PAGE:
In return for this service, the typical loan officer is paid 1% of the loan amount in commission. On a $500,000 loan, that’s a commission of $5,000. Many banks pass this cost through to consumers by charging higher interest rates and origination fees.
Accordingly, do loan officers work from home?
Loan Officers work from home more in today’s work environment than ever before. However, it is vital that you find a company that not only allows remote work but encourages a work-from-home lifestyle. … This will set you up for a fulfilling career as a remote loan officer.
Besides, how long has supreme Lending been around?
|BBB File Opened:||2/4/2002|
|Years in Business:||24|
|Business Started Locally:||1/21/1997|
|Business Incorporated:||1/21/1997 in TX, USA|
How many locations does supreme lending have?
Our experienced team of mortgage professionals can help you get a home loan in any of our 350+ branches across the United States.
Supreme Lending, headquartered in Dallas, Texas, is currently a Top 25 mortgage originator. … Supreme Lending did $3.5 billion in volume in 2013 and is a direct lender/seller/servicer for Fannie Mae, Freddie Mac, and soon to be Ginnie Mae.
Great Company to Work For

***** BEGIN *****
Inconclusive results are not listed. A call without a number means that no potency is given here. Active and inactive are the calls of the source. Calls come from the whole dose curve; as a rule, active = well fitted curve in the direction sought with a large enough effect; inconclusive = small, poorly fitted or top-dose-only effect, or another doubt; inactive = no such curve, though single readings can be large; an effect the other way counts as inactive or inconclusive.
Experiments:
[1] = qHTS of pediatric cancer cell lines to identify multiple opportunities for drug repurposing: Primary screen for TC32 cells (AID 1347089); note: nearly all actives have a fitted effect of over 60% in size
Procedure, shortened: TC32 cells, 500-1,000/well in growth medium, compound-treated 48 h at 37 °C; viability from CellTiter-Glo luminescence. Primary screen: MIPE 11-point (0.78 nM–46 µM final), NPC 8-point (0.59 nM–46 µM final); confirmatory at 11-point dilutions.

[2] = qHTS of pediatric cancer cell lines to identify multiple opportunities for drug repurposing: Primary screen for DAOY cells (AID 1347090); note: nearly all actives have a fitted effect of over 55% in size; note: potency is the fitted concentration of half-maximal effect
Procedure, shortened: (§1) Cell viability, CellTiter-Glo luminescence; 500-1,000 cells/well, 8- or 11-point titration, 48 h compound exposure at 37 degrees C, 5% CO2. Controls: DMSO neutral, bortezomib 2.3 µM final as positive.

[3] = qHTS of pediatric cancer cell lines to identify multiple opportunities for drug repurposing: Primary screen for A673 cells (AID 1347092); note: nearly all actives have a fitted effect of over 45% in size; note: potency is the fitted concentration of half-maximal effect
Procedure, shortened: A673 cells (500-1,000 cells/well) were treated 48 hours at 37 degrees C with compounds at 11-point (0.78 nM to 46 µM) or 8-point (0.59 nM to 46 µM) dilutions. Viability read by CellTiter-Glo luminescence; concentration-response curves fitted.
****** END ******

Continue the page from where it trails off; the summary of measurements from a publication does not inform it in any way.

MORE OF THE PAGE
The team at Supreme is seasoned and professional. As a mortgage lender, the Company has all the tools needed to be successful. Employee engagement is a priority here. The culture supports a strong work ethic.
Supreme Lending is a Dallas-based, nationwide mortgage lender. | NMLS #2129.
Is Supreme Lending hiring now? Yes, Supreme Lending has 118 open jobs.
Supreme Lending Reviews
Over at Zillow, Supreme Lending has a really impressive 4.97-star rating out of 5 from over 7,000 customer reviews. … While they aren’t an accredited business with the Better Business Bureau, they do hold a coveted ‘A+’ rating based on customer complaint history.
Subprime lenders are creditors who offer loans to individuals who do not qualify for loans by traditional lenders. By definition, these subprime borrowers have below-average credit ratings and are therefore presumed to be at greater risk of defaulting on their loans.